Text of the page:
This classic account of La Fille du régiment has already seen print in the usual slip box fashion. This mid-price issue gives the same info and pictures (sans the covers, which are unique to each set), but drops the German and Italian translations in favor of French and English only…
Donizetti's La Fille du Regiment aims to please and it succeeds, with its catchy tunes, wildly difficult showpieces for the principles, and a simple, if also simplistic, narrative line. This 2005 live performance at Genoa's Teatro Carlo Felice features virtuoso singing by tenor Juan Diego Flórez as Tonio and soprano Patrizia Ciofi, as Marie, the "daughter" of the soldiers who have adopted her. Tonio's big Act I scene and aria, "Ah! mes amis," was a famous showpiece for Pavarotti and Flórez is in that league, nailing the aria's nine high Cs with an ease mere mortals reserve just for breathing. This is knock-'em-dead singing and the audience demands (and gets) an encore. Ciofi's Marie is well acted and sung with lyric beauty and coloratura fireworks… –Dan Davis
Marie, found abandoned as a baby on the battlefield, was adopted and raised by soldiers. She is the darling of the regiment. When a Marquise tells the Sergeant that Marie is actually her niece and she must leave the regiment, the troops are heartbroken. The Marquise plans to educate and marry Marie in a manner befitting a lady of quality, but Marie wants only to return to her regiment and the man she loves.
This DVD version of Donizetti’s comic opera zooms right to the top of any list of essential videos for opera fans. It may not be the composer’s best work, but given a top-notch production with world class singing actors, it brings vocal thrills and an abundance of laughs, a combination that’s hard to beat. The stars are Juan Diego Flórez and Natalie Dessay, both unbeatable in bel canto roles, and both in top form here. Flórez’s mellifluous tenor is flexible enough to make child's play of the terrifying (to other tenors) nine high C’s in Ah! mes amis," and supple enough to make his tender love arias moving…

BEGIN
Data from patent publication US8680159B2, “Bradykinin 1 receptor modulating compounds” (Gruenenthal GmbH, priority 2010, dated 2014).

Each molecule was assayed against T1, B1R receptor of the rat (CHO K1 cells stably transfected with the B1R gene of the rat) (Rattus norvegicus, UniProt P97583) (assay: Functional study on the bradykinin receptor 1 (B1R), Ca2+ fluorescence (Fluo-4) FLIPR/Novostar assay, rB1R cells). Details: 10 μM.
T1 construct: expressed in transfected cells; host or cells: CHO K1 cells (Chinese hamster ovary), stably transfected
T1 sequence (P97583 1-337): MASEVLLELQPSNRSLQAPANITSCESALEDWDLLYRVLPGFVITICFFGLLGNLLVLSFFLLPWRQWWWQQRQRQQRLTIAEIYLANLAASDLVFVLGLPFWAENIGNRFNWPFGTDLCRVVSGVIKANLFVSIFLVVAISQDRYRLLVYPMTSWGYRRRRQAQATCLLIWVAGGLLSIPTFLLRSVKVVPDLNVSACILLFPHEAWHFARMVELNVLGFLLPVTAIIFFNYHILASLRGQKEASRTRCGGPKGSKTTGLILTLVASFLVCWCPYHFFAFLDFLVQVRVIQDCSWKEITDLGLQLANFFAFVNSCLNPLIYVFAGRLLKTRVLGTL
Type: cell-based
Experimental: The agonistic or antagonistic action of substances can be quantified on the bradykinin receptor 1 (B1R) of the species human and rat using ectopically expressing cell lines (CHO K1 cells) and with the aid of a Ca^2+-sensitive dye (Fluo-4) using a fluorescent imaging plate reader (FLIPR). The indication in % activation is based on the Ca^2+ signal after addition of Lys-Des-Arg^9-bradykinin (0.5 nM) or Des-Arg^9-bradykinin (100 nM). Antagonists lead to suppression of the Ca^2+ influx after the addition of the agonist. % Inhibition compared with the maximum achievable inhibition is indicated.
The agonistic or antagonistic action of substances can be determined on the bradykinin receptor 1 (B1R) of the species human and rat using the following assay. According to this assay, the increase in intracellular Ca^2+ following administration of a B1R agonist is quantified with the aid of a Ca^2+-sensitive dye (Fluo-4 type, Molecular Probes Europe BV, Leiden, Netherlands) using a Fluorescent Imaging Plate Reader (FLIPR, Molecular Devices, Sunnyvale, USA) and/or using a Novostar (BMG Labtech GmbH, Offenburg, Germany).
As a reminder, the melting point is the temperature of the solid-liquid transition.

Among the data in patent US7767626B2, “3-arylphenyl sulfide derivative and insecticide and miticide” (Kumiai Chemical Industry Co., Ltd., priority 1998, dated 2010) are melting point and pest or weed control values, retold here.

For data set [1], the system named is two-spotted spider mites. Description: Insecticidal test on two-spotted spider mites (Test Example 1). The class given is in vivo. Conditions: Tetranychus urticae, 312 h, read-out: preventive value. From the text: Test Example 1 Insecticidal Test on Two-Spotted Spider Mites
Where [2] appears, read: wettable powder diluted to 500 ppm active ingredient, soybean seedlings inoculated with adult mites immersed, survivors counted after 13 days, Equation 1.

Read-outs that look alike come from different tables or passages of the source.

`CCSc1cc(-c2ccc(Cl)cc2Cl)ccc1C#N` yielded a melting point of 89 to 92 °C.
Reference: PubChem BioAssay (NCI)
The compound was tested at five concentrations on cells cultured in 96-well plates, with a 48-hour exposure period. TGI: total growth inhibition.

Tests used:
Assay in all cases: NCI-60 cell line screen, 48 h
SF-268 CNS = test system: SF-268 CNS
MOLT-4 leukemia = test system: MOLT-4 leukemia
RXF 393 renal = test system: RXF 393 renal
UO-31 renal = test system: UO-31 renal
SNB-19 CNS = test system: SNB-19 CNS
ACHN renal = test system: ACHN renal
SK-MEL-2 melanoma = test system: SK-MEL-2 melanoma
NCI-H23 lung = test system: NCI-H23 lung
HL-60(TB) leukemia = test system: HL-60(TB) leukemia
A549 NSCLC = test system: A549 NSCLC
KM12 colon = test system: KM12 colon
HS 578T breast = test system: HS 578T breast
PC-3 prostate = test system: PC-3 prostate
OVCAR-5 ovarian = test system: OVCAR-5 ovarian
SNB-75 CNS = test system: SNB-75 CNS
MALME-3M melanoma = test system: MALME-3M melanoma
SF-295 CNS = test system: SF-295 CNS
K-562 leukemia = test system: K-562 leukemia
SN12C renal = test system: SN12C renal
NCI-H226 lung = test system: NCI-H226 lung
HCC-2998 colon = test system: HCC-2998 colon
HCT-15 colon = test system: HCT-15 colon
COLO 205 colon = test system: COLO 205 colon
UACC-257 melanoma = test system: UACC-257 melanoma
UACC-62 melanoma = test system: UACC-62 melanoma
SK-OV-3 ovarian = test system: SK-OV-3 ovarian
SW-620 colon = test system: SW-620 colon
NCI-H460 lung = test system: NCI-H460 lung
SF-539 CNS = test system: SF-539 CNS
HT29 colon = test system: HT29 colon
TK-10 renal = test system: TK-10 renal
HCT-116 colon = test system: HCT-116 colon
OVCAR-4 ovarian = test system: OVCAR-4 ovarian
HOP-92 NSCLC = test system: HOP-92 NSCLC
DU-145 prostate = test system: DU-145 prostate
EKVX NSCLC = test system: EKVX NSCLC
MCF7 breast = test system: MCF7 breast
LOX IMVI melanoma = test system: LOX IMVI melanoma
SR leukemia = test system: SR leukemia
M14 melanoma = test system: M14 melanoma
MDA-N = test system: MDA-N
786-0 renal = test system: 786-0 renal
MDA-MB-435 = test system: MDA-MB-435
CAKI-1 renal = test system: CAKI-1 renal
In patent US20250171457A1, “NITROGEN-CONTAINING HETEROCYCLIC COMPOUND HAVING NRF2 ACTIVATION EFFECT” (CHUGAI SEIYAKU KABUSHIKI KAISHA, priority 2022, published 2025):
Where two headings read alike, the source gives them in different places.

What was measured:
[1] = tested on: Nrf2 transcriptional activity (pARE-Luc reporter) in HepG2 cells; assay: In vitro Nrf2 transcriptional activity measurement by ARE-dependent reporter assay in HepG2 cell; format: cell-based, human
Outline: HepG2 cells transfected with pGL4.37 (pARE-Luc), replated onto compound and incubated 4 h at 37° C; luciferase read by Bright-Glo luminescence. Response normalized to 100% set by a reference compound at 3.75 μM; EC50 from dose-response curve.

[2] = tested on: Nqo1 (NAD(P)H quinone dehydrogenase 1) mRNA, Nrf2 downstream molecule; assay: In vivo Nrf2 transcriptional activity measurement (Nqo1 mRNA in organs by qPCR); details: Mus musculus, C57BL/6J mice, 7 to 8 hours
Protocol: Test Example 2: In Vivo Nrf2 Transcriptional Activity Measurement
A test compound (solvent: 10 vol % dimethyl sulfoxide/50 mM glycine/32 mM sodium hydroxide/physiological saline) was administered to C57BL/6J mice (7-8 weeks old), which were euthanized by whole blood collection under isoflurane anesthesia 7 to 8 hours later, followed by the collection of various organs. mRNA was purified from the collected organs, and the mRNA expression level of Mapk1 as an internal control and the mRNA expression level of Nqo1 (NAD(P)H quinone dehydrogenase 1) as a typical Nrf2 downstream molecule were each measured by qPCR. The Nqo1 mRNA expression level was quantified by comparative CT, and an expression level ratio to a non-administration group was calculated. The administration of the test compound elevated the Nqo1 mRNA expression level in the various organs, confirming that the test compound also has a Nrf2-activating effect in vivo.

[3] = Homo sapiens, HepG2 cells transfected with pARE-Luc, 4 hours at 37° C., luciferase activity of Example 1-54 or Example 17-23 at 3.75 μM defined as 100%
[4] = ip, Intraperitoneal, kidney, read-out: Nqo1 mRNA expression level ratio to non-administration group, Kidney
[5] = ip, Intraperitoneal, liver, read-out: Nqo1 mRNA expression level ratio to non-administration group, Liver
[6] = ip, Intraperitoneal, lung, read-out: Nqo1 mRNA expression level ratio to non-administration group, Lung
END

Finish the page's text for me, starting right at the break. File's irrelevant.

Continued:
At the outset, I have to say that this opera is one of my least favorites. Somehow, it just doesn't communicate with me. I lived with the Sutherland-Pavarotti recording on London for a long time, listened to it occassionally, and then left it on the shelf. I know that both of them were acclaimed for their performances on this London recording, and of course, Sutherland and Pavarotti's singing certainly merit such acclaim. That said, however, I found both of them very ungainly in this music.
By L. Mitnick
After the Second World War, La Fille du Regiment gradually fell into oblivion. Small wonder, as it had become difficult to treat the anything but contemporary chauvinism of such a work. Dramatic and musical reasons raise their heads, making it impossible to gloss over the military-nationalistic traits or to interpret them any other way. The Director, Filippo Crivelli, therefore chose the reverse way for his production at the Scala Milan. He presented the events with the disarming ingenuousness of a picture book. Right from the beginning he and his illustrious stage set designer, Franco Zeffirelli, left no one in any doubt that this idyllic Tyrol was nothing but painted scenery and was thus the place of an unrealistic, playful event. The Italian soprano Mariella Devia, especially renowned as Bellini and Donizetti interpreter, proved with this role not only her fantastic vocal ability but also her talent for comedy as well as Paul Austin Kelly who brilliantly masters the notorious famous eight (!) high Cs of his cavatina Pour son amen.